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you need to be realistic about this. a reliable solution at the price you want to pay isn't going to really happen. you're going to have to pick your level of reliability vs price at under $1k. also, how much have you already spent on cheap solutions that aren't working ? add them up. take what you've got, send them to ebay, and roll the cash over into something new.

a high quality wireless is a long term investment. unlike your camera which is near worthless in 3 years or so, a solid wireless will last you 10+ years. once you look at it that way, its a pretty cheap investment, never mind the peice of mind.

1st go to lectrosonics.com and look for the frequency tables. it will show you which freq's are open in your part of the country. once you know what freq's are open, you can then pick a wireless unit which should be ok.

you could try a audio technica 1800 which is diversity ( well the atennea's are really too close together for best results ) and there is a 2 transmitter 1ch receiver setup for $700 http://www.bhphotovideo.com/c/produc...icrophone.html

or the full 2 channel reciever 2 transmitters for $1300
http://www.bhphotovideo.com/c/produc..._Wireless.html

since they are tunable its possible that this might meet your needs and price range. people here seem to like them, but lectro's they aren't.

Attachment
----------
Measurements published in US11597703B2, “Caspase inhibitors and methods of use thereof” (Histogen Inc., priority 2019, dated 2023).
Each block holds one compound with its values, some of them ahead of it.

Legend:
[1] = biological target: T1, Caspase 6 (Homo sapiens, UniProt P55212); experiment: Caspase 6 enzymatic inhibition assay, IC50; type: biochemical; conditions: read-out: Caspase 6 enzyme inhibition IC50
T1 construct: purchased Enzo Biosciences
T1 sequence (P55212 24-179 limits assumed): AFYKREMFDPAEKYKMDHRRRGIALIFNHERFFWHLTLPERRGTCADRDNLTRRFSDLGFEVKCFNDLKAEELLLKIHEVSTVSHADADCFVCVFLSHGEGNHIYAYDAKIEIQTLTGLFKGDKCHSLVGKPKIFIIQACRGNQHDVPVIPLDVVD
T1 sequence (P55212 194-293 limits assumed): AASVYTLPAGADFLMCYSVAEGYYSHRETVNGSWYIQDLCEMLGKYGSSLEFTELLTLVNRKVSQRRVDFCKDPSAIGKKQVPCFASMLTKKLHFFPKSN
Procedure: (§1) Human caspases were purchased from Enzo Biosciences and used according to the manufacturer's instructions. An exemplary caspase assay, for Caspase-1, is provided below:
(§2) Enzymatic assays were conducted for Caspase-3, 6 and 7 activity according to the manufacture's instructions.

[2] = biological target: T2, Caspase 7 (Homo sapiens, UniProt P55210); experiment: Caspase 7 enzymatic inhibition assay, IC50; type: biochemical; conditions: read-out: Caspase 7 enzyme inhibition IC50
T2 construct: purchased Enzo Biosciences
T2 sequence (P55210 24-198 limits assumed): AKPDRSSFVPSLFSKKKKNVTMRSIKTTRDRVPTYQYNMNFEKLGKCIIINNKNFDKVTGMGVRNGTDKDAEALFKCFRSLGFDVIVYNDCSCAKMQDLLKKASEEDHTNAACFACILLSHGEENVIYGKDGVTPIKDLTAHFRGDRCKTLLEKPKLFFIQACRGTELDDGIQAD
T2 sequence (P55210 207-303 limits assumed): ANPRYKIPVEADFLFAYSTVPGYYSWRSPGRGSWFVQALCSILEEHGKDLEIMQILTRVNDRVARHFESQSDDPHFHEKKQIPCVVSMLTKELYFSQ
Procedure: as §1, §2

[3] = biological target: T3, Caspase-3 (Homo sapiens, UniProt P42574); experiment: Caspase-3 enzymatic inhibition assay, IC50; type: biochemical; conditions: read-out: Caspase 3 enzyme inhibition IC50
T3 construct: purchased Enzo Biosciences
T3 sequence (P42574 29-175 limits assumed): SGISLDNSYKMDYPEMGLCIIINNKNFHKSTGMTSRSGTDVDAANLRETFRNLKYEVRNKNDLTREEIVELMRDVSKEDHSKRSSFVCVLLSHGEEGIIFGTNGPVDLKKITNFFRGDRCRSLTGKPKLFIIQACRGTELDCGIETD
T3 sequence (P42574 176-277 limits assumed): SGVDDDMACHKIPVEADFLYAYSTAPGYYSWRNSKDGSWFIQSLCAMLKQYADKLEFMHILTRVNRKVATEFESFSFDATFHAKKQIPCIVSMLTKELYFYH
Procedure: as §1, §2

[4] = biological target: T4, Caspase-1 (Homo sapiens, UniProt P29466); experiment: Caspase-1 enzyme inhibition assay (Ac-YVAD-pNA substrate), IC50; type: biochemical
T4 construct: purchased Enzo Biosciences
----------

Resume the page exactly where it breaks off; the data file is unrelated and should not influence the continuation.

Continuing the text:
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Old April 20th, 2008, 12:49 PM   #11
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Thanks for the info Steve. Actually the kit I'm using was a favorite in this forum at one time. I suspect at this point in time it is simpy outdated.

I appreciate the link to B and H, I had seen the $700 kit, but the two reviews for it were dismal. I'll look into it further.
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Old April 20th, 2008, 12:57 PM   #12
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Quote:
Originally Posted by Steve Oakley View Post
you need to be realistic about this. a reliable solution at the price you want to pay isn't going to really happen. you're going to have to pick your level of reliability vs price at under $1k.
...
...
but lectro's they aren't.
Just for a reality check on the going price for the level of quality necessary to have a pocket-sized recorder that holds sync for those longer shots, take a look (okay, have a drool over) at the Zaxcom TRX901 wireless transmitter with internal backup CF card recorder, a mere $2150 or so not including receiver (but even it's tracks might eventually drift off).
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Old April 20th, 2008, 02:20 PM   #13